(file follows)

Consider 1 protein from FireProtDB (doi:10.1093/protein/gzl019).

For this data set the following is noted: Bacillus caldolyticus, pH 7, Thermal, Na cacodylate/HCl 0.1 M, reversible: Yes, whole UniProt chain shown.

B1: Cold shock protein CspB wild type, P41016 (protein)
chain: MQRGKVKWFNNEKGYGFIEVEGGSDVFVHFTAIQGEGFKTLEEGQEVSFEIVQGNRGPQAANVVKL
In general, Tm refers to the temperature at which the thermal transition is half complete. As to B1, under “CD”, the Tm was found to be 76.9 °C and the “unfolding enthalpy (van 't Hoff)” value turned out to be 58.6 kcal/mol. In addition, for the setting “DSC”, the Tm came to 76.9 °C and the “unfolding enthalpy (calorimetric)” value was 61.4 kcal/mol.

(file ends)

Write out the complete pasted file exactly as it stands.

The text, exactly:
Consider 1 protein from FireProtDB (doi:10.1093/protein/gzl019).

For this data set the following is noted: Bacillus caldolyticus, pH 7, Thermal, Na cacodylate/HCl 0.1 M, reversible: Yes, whole UniProt chain shown.

B1: Cold shock protein CspB wild type, P41016 (protein)
chain: MQRGKVKWFNNEKGYGFIEVEGGSDVFVHFTAIQGEGFKTLEEGQEVSFEIVQGNRGPQAANVVKL
In general, Tm refers to the temperature at which the thermal transition is half complete. As to B1, under “CD”, the Tm was found to be 76.9 °C and the “unfolding enthalpy (van 't Hoff)” value turned out to be 58.6 kcal/mol. In addition, for the setting “DSC”, the Tm came to 76.9 °C and the “unfolding enthalpy (calorimetric)” value was 61.4 kcal/mol.